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Archived & Upcoming Images of the Day
A cloudscape over the fields to our North. We really do enjoy a view of the skies after decades of living in towns.
Our fox either isn't bothered by, or puts up, with the flash in order to hunt the creatures clustering round the food supply. This view from a few inches above the ground may be a 'prey's eye view'.
These two photos taken 3 days apart seem to be of the same bird who has probably had a bad encounter with a Fox or cat and lost its tail by degrees. Will watch to see if it keeps visiting the site and whether the tail re-grows
A first sighting for us of what we think is a Female Black Redstart. We have a more conventional view, but this shows the glowing orange tail to good advantage.
Particularly winsome fieldmouse (wood mouse) with elegantly draped tail. Now that plenty of fruit is falling from hedge and fruiting trees some of our fruit-based bait gets left, but the mice still clear up the mixed corn.
Woody Nightshade is also know as Bittersweet. Don't be fooled by it prettiness - it is in the same family as Bella-donna and all parts of it are poisonous.
The Persian Speedwell is an old introduction and now the most common form. Today we guess conservationists would have been trying to exterminate the invader!
Its tiny flowers time of year, these growing in our drought wrecked vegetable plot. First is the Scarlet Pimpernel.
Another young robin, somewhat less mature than other we have seen, possibly indicating the brood of another pair.
This montage of two images taken late morning 14 Aug 2003 shows another image of swallows feeding in flight. The camera takes just over 3 frames/sec so these are about .3 second apart (left to right).
A fox with some idea how to position itself in the frame - this is unprocessed and uncropped. Taken at 21:30 there can only have been scraps left to eat.
The swallows have returned to feeding over our own and the surrounding fields. Now the youngsters have gained some skill in the air they chase after the parents and sometimes get fed on-the-wing. They ascend together and transfer the insects near the top of the sweep - the moment shown here. Its all over in an instant and very hard to film or photograph.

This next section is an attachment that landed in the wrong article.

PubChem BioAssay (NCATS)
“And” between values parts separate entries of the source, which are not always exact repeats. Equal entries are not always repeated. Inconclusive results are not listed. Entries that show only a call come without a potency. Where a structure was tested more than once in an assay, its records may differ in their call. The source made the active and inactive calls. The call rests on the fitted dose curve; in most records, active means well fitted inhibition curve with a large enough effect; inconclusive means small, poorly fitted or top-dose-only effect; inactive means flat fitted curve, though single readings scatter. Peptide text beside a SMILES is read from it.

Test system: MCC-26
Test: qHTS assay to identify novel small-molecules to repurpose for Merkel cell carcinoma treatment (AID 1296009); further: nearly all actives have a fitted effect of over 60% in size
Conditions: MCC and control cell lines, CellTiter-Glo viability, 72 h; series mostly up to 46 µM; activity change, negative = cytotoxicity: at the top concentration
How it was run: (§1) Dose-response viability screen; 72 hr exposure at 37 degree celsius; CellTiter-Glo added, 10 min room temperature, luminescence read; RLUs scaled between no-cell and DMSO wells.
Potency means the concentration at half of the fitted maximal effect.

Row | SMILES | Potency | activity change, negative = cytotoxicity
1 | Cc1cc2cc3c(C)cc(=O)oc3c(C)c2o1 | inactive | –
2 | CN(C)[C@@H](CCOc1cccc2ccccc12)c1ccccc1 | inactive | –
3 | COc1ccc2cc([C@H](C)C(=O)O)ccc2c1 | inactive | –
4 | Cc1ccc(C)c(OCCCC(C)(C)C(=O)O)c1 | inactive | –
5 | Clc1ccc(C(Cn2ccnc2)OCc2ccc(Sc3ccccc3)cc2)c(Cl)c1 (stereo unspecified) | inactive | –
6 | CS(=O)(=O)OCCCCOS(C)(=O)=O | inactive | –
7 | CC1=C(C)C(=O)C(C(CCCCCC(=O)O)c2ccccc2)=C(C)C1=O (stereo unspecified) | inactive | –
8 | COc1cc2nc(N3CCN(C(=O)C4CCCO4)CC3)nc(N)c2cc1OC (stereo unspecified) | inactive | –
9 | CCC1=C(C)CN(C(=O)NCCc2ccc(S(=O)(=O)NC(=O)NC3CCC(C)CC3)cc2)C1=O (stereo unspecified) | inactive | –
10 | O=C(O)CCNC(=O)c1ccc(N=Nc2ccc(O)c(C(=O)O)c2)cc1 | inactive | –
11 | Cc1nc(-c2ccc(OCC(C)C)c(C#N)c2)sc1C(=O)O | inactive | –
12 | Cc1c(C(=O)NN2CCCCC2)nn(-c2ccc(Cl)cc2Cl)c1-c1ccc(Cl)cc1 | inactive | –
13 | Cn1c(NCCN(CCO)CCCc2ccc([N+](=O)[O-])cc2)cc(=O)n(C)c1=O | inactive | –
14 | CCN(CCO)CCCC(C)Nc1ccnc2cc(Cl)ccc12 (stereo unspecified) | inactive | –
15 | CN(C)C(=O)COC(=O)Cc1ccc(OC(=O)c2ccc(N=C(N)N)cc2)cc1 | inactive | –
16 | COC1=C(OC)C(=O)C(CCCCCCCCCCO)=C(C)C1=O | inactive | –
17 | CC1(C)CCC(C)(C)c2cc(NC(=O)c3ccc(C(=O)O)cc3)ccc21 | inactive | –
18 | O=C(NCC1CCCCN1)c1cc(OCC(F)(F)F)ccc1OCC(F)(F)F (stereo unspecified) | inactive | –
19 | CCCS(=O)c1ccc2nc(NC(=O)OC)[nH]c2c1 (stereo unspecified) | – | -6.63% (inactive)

A fieldmouse (wood mouse) and slug make a pair of unlikely overnight snack companions (3:25 a.m. BST)
This is cattle country so we have to be careful not to let the poisonous Ragwort get where cattle could eat it. But this 'safe' patch attracts hoverflies.
We are used to Silver Y moths in the (harmless) moth-trap but have not noticed them in the day before. This one is taking nectar from a teasel.
Here you can see both upper and lower wings. See also 7 Aug 2006 entry.
The Teasel head on the left has finished flowering, while that on the right is yet to flower. The spider's web at the top deteriorates and get 'refurbished' every few days.
A fox makes another appearance at the hole in the fence.
During the day we had 30mm of rain in 30 minutes - a real storm that flooded Milton Keynes central shopping mall. The wet conditions after weeks of dry brought out the gastropods - two slugs and a snail, along with a fieldmouse (wood mouse) in this frame.
Less spectacular than many, the skipper butterfly is smaller and holds its wings in a characteristic way.
Coiled like a watch spring below and left of its head the feeding proboscis will soon be uncoiled and back in action.
The huge feet of young moorhen are now looking less disproportionate. Nevertheless they provide a good platform for this fruitless tugging on a Iris frond.
The young robins are developing well. Robins and similar birds have nearly all-round vision so their vision 'sweet spot' is not ahead but to one side. Hence the quirky head angle to examine and maybe also listen to the ground.
How long will it take a fieldmouse (wood mouse) to eat this bit of waste peach?
The Adonis Blue Butterfly is in the news today (7 Aug) as having returned to an old site in the Cotswolds after a 50 year break. We have seen this butterfly here occasionally for a number of years but this year we see are currently seeing it every day. This is the beautiful underwing - the top wing (which shows when the wings are spread) is predominantly sky-blue.
Peacock butterflies are very common but beautiful nonetheless.
Teasels are now spikily rampant and many are flowering in their unusual rings of florets. The Painted Lady is a summer visitor that have only been common here in the last few years. Here two are refuelling on the nectar.
Magpies are beautiful even if they do rob nests and generally behave as pests.
Our moorhen pair with two of their youngsters making a surprise family visit to a feeding station.
A chance image of a Orange Swift Moth (Male) as it flew by. Rarely seen with wings spread, identification books always show it with the wings folded down the body.
The young robins are starting to develop the characteristic red breast feathers.
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